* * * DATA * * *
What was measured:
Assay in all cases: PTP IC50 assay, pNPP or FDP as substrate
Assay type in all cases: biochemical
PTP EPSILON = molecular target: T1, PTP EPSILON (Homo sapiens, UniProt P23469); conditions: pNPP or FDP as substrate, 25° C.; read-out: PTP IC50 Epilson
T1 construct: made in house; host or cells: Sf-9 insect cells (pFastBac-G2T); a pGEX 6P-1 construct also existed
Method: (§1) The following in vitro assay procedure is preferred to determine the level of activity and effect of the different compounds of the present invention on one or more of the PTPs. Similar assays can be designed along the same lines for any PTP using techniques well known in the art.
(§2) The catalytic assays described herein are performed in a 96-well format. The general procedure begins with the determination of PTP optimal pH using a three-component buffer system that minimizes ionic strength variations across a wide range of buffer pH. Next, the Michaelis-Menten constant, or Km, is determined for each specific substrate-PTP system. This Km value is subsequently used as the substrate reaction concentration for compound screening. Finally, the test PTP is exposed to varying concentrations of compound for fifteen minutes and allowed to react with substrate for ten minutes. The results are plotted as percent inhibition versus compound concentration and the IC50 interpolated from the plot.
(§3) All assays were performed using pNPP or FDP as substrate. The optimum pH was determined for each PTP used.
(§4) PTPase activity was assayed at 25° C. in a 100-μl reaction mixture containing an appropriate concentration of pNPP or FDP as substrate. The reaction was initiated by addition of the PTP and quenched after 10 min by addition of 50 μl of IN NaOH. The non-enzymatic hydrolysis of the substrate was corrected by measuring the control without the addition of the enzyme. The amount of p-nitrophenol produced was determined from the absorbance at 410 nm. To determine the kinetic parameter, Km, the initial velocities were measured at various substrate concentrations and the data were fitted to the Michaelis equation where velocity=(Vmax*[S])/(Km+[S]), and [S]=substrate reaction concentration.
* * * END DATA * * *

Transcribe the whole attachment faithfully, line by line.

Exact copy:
What was measured:
Assay in all cases: PTP IC50 assay, pNPP or FDP as substrate
Assay type in all cases: biochemical
PTP EPSILON = molecular target: T1, PTP EPSILON (Homo sapiens, UniProt P23469); conditions: pNPP or FDP as substrate, 25° C.; read-out: PTP IC50 Epilson
T1 construct: made in house; host or cells: Sf-9 insect cells (pFastBac-G2T); a pGEX 6P-1 construct also existed
Method: (§1) The following in vitro assay procedure is preferred to determine the level of activity and effect of the different compounds of the present invention on one or more of the PTPs. Similar assays can be designed along the same lines for any PTP using techniques well known in the art.
(§2) The catalytic assays described herein are performed in a 96-well format. The general procedure begins with the determination of PTP optimal pH using a three-component buffer system that minimizes ionic strength variations across a wide range of buffer pH. Next, the Michaelis-Menten constant, or Km, is determined for each specific substrate-PTP system. This Km value is subsequently used as the substrate reaction concentration for compound screening. Finally, the test PTP is exposed to varying concentrations of compound for fifteen minutes and allowed to react with substrate for ten minutes. The results are plotted as percent inhibition versus compound concentration and the IC50 interpolated from the plot.
(§3) All assays were performed using pNPP or FDP as substrate. The optimum pH was determined for each PTP used.
(§4) PTPase activity was assayed at 25° C. in a 100-μl reaction mixture containing an appropriate concentration of pNPP or FDP as substrate. The reaction was initiated by addition of the PTP and quenched after 10 min by addition of 50 μl of IN NaOH. The non-enzymatic hydrolysis of the substrate was corrected by measuring the control without the addition of the enzyme. The amount of p-nitrophenol produced was determined from the absorbance at 410 nm. To determine the kinetic parameter, Km, the initial velocities were measured at various substrate concentrations and the data were fitted to the Michaelis equation where velocity=(Vmax*[S])/(Km+[S]), and [S]=substrate reaction concentration.